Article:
' Promote institutional arbitration to make India a business haven'
PDepartment K Malhotra, Secretary,
of Legal Affairs, Ministry of Law and Justice, Government of India, has underlined the need for promoting institutional arbitration to achieve Prime Minister Narendra Modi's vision of placing India amongst the top 50 countries in the World Bank's ease of doing business ranking. To improve India's ranking, enforcement of contracts and quick commercial dispute resolution were the need of the hour.
While addressing a seminar on 'Arbitration in India: The Future Scenario' organised by Indian Council of Arbitration (ICA) on the occasion of its 49th Annual General Meeting in New Delhi on December 22, 2014, Malhotra said that the biggest impediment to make India an international arbitration hub was lack of sincerity on the part of arbitrators, advocates and at times the parties involved, who have a languid approach towards arbitration. He added that long delays in settlement of disputes and lack of infrastructure also
'Fly-in, fly-out' for foreign lawyers should be allowed for international arbitration cases, like Singapore and Malaysia, to make India an arbitration hub.
acted as hindrances and discouraged international arbitration to take place in the country.
On opening up of the legal sector for other communities, Malhotra said that the Bar Council of India needs to come onboard and efforts were being made to get the stakeholders on a level playing field. He added that it would be feasible to open the sector step by step but the pace of the process needs to be quickened.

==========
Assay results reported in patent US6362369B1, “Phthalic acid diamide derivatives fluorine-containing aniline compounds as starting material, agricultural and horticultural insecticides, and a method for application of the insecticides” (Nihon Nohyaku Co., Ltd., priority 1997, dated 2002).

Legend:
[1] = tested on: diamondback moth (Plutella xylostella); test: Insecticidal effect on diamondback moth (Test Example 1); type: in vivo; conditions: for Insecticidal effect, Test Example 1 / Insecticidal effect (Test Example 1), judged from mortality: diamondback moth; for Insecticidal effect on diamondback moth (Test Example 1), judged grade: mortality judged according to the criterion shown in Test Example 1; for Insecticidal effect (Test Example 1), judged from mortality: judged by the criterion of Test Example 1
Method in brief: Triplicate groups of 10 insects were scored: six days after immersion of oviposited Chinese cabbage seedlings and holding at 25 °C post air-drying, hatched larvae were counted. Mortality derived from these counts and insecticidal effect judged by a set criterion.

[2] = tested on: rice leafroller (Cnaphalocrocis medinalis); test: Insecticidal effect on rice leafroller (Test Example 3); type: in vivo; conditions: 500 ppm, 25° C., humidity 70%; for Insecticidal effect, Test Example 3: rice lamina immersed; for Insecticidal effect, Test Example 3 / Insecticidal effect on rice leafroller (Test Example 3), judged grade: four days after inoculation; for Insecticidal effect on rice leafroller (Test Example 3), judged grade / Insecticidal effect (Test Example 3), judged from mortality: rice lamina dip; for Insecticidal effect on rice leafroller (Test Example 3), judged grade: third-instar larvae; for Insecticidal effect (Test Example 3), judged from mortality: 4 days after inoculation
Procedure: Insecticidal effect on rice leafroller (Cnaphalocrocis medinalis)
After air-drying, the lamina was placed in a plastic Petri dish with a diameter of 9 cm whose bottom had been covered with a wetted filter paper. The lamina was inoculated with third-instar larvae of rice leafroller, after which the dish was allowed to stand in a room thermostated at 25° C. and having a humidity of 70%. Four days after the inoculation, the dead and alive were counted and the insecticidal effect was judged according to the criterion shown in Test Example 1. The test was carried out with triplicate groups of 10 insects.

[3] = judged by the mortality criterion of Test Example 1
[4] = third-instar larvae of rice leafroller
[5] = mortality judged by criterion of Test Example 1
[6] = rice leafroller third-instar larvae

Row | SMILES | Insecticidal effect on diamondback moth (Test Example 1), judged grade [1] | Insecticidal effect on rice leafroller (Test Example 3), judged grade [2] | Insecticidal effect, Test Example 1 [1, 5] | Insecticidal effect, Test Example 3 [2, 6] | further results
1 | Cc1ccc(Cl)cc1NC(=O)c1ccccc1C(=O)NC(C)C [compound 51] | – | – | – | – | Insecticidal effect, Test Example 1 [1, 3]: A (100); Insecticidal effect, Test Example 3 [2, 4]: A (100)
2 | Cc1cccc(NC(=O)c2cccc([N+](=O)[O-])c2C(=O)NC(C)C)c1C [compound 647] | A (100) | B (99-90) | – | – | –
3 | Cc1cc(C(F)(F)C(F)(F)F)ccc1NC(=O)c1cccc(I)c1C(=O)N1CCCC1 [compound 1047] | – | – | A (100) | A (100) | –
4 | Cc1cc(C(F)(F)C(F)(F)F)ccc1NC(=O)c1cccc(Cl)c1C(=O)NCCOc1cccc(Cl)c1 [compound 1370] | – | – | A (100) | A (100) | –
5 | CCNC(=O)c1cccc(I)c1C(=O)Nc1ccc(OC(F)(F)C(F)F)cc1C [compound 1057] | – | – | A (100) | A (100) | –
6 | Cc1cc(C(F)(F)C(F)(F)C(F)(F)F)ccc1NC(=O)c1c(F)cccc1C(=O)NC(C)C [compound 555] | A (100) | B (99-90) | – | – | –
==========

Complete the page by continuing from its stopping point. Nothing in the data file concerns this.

Speaking on commercial courts, he said that dedicated courts at the district level could speed up the process of judgment as subject expert judges could be appointed to deal with commercial disputes.
Justice S S Nijjar, Former Judge, Supreme Court of India, said that it was time for the governments both at the Centre and state to encourage arbitration. In India, arbitration was not considered seriously and commitment on the part of lawyers and arbitrators were missing. For instance, majority of the lawyers take up an arbitration case only after court hours or on weekends. The approach needs to change and arbitration should not be considered as a part time activity.
N. G. Khaitan, President, ICA, said that to resolve commercial disputes there were two ways – litigation and arbitration. Today people were ready to adopt arbitration over litigation but there was a need for an institutional arbitration mechanism. Also, it was necessary to discipline ad-hoc arbitration to avoid delays and to pronounce judgments in a time bound manner. He suggested that 'fly-in, fly-out' for foreign lawyers should be allowed for international arbitration cases, like Singapore and Malaysia, to make India an arbitration hub.
L to R: Arun Chawla, Adviser, Indian Council of Arbitration & Assistant Secretary General, FICCI; N. G. Khaitan, President, ICA; Justice S S Nijjar, Former Judge, Supreme Court of India; P K Malhotra, Secretary, Department of Legal Affairs, Ministry of Law and Justice, Government of India and Dr. A Didar Singh, Secretary General, FICCI.